Wednesday, November 7, 2012

Post-Election Thoughts

I know we're probably all sick and tired about hearing about the presidential election by now, but I saw this photo on the Obama campaign's tumblr and felt like I needed to share.

During a really, really interesting discussion with one of my theatre professors, Mr. C, last year, he told my class a story about a children's show he directed. It was a version of Charlotte's Web and the department invited tons of local schools to see it, including many schools in urban and lower-income areas. As Mr. C watched the students come into the theatre, he was so excited. For many of them, it was going to be the first time they had ever seen a play before. Throughout the performance, he spent more time watching the audience than watching the show. The kids fell in love with all of characters, but particularly Wilbur, and Mr. C couldn't wait until after the show because they had arranged for the actors to meet the kids in the lobby after the show.

Mr. C stayed behind in the auditorium after the show ended to congratulate the crew, as he had always done. He walked out into the lobby and saw the kids talking to all their favorite characters. As he scanned the room, there was a huge crowd of people around one particular person and he couldn't tell who it was. He started accounting for each of the actors and realized that the kids weren't crowded around any of the actors. The person that all these students had flocked to was Miguel, one of the custodians.

Miguel had been with the university theatre department for years. He was a friendly face in a cutthroat environment and he would always ask you how your day had been. He was also, Mr. C noticed as he looked around, the only person of color from the university in the room. What sort of message had their show unintentionally sent? From that point on, Mr. C told our class, he made a concerted effort to make sure that he casted his children's shows conscientiously and included as much diversity as he could.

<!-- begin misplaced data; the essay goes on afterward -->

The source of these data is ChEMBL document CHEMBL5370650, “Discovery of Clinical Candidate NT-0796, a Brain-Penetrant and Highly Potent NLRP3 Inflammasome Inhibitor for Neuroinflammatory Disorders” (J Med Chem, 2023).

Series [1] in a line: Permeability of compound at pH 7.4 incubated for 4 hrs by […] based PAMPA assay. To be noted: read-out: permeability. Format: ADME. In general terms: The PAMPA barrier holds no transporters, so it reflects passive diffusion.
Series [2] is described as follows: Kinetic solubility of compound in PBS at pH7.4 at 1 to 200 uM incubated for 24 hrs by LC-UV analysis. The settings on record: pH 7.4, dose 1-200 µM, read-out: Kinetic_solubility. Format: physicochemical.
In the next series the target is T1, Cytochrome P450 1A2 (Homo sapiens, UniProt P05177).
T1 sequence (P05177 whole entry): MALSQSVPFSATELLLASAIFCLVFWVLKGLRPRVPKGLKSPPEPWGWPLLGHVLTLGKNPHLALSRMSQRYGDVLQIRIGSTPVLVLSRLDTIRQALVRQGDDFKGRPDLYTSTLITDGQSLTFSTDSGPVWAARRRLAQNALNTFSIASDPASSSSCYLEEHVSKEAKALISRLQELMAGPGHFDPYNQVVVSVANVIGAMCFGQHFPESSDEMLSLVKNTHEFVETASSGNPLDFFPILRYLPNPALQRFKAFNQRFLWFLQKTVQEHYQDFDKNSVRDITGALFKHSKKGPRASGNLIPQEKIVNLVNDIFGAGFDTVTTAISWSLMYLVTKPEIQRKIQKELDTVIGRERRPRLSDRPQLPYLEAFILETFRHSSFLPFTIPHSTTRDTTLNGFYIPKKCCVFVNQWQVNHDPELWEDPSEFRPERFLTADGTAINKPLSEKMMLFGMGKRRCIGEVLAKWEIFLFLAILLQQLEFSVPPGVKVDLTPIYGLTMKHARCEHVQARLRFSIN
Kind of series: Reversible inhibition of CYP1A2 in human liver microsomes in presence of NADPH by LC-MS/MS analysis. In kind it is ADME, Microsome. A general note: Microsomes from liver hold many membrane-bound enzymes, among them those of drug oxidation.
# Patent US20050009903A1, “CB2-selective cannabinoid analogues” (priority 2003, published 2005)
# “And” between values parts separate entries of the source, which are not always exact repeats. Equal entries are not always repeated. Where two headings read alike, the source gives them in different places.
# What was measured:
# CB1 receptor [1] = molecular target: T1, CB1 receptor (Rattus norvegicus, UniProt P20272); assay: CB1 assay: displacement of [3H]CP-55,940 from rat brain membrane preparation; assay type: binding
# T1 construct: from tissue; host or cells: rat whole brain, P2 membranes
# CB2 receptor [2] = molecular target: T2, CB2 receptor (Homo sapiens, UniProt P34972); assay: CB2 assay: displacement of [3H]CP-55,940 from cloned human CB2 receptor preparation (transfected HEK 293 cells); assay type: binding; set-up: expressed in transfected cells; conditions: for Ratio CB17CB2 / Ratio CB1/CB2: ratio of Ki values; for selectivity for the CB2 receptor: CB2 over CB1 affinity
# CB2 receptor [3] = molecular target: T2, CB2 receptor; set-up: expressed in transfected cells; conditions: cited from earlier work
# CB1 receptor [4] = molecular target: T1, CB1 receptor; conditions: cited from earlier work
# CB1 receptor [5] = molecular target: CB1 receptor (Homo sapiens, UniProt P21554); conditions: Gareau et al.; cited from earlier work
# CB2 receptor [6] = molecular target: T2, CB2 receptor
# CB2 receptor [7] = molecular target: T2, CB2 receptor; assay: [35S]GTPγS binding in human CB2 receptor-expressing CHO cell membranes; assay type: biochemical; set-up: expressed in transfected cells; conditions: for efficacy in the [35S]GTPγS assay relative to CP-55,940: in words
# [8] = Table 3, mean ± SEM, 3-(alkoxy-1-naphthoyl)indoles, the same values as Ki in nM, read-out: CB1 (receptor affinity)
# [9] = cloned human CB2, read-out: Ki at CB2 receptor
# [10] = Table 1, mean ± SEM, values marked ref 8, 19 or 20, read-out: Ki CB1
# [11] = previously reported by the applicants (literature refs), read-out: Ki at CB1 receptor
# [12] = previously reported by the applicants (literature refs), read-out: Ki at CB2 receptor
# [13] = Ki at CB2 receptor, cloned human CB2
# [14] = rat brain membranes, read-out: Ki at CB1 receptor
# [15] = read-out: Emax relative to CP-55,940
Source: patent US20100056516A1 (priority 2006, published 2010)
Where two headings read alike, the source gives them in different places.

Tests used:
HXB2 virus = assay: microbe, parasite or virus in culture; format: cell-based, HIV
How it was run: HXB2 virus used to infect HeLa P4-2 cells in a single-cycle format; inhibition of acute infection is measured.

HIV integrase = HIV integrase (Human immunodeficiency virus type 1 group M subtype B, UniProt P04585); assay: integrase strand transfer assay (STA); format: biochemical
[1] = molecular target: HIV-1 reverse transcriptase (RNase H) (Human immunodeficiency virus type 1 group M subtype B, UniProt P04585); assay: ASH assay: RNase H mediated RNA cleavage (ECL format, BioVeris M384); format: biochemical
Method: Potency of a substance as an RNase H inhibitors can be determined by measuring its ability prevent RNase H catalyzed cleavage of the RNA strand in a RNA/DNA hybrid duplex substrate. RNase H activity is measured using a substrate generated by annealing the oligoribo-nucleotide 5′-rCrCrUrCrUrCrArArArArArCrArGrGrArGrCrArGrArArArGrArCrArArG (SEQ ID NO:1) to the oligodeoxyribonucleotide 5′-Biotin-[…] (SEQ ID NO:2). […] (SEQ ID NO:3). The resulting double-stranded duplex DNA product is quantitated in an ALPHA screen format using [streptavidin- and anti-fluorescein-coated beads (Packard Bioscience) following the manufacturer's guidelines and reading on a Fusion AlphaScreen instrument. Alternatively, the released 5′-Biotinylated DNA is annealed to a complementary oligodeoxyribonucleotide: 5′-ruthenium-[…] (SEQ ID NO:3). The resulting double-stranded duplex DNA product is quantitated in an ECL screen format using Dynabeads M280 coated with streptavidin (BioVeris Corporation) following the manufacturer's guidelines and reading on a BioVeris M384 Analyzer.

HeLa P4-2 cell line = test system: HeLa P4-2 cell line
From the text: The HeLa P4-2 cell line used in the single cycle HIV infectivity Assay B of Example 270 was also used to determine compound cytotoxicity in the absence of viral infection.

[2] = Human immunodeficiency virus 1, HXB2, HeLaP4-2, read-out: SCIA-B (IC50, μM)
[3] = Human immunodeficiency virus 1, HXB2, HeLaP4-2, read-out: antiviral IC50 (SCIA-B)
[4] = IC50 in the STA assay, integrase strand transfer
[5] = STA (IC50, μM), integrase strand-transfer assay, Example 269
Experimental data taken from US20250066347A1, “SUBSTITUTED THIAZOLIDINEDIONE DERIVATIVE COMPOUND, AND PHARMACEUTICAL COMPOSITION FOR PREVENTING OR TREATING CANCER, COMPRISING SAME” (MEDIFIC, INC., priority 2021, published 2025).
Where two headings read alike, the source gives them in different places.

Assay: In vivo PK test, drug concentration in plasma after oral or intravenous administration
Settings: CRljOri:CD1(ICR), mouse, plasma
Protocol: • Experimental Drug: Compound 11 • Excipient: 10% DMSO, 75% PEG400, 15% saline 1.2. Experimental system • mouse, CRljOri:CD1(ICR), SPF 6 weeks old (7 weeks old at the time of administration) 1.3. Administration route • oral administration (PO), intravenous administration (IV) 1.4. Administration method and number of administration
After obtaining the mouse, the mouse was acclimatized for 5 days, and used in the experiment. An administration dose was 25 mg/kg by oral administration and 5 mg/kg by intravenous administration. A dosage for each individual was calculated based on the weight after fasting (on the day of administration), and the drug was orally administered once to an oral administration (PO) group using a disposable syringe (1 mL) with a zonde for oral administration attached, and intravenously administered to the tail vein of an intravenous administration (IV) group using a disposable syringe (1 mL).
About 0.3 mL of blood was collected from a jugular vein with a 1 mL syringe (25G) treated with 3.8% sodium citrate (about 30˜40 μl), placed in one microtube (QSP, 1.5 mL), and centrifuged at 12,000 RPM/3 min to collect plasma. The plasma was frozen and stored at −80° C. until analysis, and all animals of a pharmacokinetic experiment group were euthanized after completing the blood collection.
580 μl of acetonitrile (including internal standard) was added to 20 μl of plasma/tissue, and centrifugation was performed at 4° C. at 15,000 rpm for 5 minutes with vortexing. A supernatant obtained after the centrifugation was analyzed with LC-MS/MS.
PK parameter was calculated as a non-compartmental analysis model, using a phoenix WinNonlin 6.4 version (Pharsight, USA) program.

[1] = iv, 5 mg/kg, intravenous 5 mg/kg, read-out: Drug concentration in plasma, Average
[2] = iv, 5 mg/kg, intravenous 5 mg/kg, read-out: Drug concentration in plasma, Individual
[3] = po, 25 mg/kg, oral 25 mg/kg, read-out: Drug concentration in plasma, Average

When I saw the picture above this morning, it wasn't hard to connect this story to it.  It just reminds me how incredible it is to live when we do.


  1. I love the story and I love the photo.

    Diversity in performance is a good thing. I did props for Central California Ballet for several years, and one of the things I loved about the company was how diverse it was. So cool.

    Also, school shows. School shows are the best. Every year I did "The Nutcracker" with the company, they did a school show on the Friday morning of performance weekend. They usually invited classes from the small farming towns surrounding Fresno, so many of these kids were not likely to have ever had an opportunity to see a ballet before.

    Many of them would come all dressed up in their best clothes. You could hear how excited they were as they came into the theatre. Then the lights would go down, and they would all quiet down...until the curtain went up and they had their first glimpse of the color and costumes. The "oohs" and "aahs" were just the most wonderful sound in the world. Always brought tears to my eyes.

    In fact, it's getting really dusty in here right about now.

    1. Yes! I am such a big advocate for children and the arts, for reasons that would take me waaaay too long to explain in comment! My little hometown in Arkansas had fantastic arts resources even at the public high school and I'm so thankful for it every day.

      Diversity in performance and casting is also such a fascinating issue. It's definitely a good thing and I think it brings out a so many interesting things when a conscious decision is made during casting regarding diversity, whether it's to actively seek out a specific ethnicity or to try to cast "colorblind."